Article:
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Call to tap into older workers rather than migrants to fill skills gaps

Age Discrimination Commissioner Susan Ryan has called on businesses to consider Australia’s large pool of unemployed older people when looking to combat the country’s skills shortage, rather than merely calling for more skilled migrants.

In the Australian Human Rights Commission’s latest Pod Rights podcast, Commissioner Ryan and Disability Discrimination Commissioner Graeme Innes discussed the employment barriers which older Australians currently face.

Commissioner Ryan referred to a recent research project by national seniors which found that there are currently about 2m Australians over 55 who are willing and able to work, but unable to find work — a problem exacerbated by “a deep seated prejudice about older people, and a deep seated negative stereotype about what older people can do”. She also noted that employment discrimination is the key discrimination area for older people.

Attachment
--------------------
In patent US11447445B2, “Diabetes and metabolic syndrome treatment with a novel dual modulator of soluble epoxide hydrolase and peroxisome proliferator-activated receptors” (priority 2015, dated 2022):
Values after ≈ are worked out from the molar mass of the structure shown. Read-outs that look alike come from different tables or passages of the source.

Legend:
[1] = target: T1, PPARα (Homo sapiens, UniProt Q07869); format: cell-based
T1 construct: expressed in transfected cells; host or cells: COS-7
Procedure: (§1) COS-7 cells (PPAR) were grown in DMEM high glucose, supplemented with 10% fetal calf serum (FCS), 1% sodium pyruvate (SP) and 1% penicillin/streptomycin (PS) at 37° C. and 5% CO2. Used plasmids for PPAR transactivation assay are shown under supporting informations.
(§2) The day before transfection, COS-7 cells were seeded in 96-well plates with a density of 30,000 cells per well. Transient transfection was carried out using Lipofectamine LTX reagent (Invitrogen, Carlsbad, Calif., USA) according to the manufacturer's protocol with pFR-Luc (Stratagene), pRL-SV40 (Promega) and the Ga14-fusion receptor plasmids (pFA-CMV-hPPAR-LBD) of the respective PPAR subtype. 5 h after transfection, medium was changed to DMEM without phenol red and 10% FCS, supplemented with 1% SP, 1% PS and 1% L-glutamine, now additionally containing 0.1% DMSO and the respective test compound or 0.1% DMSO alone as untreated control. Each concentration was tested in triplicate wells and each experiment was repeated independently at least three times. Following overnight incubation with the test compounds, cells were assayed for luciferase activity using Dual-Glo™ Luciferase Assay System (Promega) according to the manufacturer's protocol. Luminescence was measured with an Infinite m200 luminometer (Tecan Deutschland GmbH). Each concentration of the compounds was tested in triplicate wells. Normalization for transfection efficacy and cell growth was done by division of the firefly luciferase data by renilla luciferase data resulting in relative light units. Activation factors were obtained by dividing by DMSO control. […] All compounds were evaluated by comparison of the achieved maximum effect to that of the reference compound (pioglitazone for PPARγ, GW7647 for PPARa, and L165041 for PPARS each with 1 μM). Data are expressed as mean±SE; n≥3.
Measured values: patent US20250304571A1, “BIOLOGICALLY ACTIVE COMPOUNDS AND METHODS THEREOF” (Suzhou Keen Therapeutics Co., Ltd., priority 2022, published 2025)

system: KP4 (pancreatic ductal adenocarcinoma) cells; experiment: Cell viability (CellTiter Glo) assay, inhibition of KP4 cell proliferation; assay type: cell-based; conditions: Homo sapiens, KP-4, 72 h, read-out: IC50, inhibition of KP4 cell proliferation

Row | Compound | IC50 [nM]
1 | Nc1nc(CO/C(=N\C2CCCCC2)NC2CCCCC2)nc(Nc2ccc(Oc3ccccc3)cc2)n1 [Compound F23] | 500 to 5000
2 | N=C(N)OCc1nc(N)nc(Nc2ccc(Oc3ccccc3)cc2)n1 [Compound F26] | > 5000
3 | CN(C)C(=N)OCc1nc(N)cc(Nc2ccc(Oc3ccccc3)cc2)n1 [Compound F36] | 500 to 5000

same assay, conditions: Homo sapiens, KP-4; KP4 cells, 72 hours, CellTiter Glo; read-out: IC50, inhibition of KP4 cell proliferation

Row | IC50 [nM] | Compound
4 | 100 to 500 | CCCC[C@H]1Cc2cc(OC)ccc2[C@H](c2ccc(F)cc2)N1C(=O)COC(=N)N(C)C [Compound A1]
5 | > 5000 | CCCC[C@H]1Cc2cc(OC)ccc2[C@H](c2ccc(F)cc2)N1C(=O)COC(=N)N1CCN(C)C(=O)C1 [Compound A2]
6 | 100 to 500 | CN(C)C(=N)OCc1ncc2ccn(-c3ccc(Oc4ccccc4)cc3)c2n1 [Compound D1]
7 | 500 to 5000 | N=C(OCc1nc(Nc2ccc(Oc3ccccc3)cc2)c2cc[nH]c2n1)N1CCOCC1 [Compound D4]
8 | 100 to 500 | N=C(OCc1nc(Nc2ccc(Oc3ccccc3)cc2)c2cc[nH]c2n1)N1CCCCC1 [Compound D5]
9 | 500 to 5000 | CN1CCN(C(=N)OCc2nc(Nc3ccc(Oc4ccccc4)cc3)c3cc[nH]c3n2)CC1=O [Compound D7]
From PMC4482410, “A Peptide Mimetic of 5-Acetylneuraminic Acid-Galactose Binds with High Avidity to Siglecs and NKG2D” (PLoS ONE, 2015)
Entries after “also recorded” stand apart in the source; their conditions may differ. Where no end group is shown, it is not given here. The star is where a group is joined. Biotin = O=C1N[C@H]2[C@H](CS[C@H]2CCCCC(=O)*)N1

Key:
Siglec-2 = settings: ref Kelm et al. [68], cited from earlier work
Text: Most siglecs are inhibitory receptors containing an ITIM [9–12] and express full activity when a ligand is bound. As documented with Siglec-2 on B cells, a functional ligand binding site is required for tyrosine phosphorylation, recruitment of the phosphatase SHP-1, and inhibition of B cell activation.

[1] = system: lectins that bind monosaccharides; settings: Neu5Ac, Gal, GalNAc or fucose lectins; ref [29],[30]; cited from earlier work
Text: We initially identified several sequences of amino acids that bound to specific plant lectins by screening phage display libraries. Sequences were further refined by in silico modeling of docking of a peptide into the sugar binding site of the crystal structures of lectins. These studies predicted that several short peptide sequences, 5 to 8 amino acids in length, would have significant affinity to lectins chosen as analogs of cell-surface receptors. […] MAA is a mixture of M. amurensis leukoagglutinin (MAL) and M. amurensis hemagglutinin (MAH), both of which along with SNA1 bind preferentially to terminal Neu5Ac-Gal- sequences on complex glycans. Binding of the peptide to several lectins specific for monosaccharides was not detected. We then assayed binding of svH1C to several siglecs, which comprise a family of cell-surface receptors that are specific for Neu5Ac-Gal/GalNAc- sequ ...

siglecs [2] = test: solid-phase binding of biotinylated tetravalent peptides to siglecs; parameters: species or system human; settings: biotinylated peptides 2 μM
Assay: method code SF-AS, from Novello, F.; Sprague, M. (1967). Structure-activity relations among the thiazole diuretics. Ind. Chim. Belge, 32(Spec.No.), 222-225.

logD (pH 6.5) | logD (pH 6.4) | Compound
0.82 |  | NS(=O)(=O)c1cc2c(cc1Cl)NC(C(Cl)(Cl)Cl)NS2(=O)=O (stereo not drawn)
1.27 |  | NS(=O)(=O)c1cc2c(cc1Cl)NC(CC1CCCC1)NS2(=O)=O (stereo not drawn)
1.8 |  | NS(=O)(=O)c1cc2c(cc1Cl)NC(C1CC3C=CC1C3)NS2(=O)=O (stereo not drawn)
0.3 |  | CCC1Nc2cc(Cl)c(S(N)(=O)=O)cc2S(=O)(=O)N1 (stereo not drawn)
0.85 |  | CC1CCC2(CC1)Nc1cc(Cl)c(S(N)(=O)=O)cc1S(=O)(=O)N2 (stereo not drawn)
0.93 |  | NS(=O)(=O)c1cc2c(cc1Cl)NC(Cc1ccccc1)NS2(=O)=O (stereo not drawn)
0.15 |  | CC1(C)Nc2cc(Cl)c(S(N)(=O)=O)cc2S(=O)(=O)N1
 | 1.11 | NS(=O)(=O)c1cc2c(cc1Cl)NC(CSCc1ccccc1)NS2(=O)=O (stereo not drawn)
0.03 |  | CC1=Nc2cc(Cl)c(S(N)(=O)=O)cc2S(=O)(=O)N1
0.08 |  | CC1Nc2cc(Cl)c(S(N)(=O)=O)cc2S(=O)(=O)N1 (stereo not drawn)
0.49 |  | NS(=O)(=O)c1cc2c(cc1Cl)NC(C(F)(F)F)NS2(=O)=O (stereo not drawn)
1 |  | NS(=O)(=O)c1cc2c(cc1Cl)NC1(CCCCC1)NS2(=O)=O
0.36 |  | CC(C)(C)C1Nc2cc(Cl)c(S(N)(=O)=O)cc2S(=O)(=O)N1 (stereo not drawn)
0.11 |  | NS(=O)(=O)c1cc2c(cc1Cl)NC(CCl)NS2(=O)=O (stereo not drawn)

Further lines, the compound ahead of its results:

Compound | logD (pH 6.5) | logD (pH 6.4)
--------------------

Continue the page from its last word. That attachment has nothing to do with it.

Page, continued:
The Australian Law Reform Commission’s Grey Areas — Age Barriers to Work inquiry (on which Ryan is a part-time commissioner) is currently looking at all Commonwealth policies and laws that have the effect of creating barriers for older people to continue in paid or productive work, with a view to amending such laws. However, she noted that “a lot of discrimination of course happens out in the corporate sector, and it’s not so easily amended by a regulation or an act of parliament …”.

Besides a change to laws identified as hindering the employment of older people, Commissioner Ryan said she would like to see a breakdown of prejudices against older workers and a mindset that sees 70 years of age, rather than 60, as the norm for retirement.

 Pod Rights transcript: Grey Areas — Age Barriers to Work inquiry



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